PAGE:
What "slow growth" really means Posted on 16 Sep 14:41
At Emmer & Co., we are always glad to see people moving towards making better food choices for their health, for the planet, and for taste! Recently, people have been talking more about “slow growth” chickens, but what does this phrase really mean??
Unfortunately, “slow growth” is one of the many meat and poultry terms not regulated by the USDA. To understand what “slow growth” really means, consider that average industrialized chickens grow to around 3.5 lbs in 42 days. Chickens marketed as “slow growth” might be the same industrialized chickens that simply live a little longer, or another genetically manipulated kind of chicken still plagued by health issues, despite growing a little more slowly.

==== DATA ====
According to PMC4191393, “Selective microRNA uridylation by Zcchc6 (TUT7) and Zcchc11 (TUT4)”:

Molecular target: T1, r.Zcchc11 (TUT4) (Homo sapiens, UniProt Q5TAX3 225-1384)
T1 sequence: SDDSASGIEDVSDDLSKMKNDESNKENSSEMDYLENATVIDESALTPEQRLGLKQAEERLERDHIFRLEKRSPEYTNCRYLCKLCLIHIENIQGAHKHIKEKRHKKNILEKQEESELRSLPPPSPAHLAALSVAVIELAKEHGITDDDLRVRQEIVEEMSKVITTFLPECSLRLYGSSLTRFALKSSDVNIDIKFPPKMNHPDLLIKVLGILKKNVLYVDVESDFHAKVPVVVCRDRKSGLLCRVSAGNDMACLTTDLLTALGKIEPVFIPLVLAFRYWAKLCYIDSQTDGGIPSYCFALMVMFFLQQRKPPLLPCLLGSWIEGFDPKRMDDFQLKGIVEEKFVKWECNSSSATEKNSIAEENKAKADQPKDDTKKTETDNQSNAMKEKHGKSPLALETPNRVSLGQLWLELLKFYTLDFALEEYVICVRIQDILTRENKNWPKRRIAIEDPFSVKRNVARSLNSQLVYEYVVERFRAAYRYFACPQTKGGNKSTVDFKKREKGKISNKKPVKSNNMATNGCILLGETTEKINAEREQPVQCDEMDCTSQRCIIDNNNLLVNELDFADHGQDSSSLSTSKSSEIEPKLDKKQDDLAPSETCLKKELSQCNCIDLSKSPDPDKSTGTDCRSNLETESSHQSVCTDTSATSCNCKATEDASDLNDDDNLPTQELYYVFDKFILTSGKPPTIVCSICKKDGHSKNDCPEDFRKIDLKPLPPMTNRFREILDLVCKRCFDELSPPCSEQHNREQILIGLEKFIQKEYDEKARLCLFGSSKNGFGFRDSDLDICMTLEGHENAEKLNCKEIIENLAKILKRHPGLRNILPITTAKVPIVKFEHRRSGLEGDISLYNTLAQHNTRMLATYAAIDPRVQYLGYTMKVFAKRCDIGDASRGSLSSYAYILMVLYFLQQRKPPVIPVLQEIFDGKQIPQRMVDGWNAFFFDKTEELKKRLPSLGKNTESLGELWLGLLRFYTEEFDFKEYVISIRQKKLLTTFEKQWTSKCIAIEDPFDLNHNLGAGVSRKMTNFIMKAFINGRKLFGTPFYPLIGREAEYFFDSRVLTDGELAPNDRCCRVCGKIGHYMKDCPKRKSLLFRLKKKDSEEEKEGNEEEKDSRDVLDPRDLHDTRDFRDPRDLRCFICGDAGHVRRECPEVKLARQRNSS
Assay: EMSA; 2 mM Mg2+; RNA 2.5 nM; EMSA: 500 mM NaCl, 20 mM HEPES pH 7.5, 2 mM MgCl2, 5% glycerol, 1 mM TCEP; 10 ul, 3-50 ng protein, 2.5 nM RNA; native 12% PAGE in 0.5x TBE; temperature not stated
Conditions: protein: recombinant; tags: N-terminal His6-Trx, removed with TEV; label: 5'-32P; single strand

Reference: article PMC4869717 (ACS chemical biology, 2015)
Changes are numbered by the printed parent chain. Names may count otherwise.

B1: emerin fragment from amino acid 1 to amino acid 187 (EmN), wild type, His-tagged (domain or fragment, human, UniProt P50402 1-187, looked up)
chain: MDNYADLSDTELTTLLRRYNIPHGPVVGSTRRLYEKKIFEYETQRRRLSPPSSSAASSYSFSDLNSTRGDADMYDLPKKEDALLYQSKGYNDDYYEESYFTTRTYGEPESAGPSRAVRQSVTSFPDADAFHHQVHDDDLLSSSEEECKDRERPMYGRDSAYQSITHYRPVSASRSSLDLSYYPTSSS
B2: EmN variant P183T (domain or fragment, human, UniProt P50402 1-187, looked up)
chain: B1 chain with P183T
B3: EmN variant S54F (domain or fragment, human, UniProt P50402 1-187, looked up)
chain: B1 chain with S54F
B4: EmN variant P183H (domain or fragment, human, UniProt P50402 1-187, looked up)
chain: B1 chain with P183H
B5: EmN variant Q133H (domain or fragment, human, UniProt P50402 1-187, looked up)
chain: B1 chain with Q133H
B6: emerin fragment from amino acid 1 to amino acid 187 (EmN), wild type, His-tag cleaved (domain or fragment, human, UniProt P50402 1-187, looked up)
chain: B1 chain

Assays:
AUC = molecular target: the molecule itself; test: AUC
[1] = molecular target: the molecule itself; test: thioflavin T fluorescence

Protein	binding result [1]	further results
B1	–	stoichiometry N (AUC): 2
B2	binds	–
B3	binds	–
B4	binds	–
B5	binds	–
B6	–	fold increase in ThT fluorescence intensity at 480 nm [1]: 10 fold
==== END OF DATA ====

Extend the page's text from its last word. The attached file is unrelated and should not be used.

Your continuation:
In contrast, the heritage chickens eaten by Americans before 1951 took three to four times as many days to grow to the same weight. Emmer & Co. heritage chickens are these same pre-industrialized chickens, and since they've never been manipulated for fast growth, grow for at least 112 days. And it’s one of the important Livestock Conservancy and APA criteria of what defines a heritage chicken. Because of this, they have richer flavors, are healthier, and lead better lives. They spend all their waking hours outdoors on totally open and unrestricted pasture, and because their muscles grow at the same rate as their bones, they can do all the things chickens are supposed to do, like run, forage, play, walk, and perch.
A good rule of thumb is to keep asking questions to educate yourself about your food—the chickens and the earth will thank you for it! If you’d like to learn more, the farmer at Mother Earth News detailed an experiment with raising “slow growth” birds in a 2010 blog post.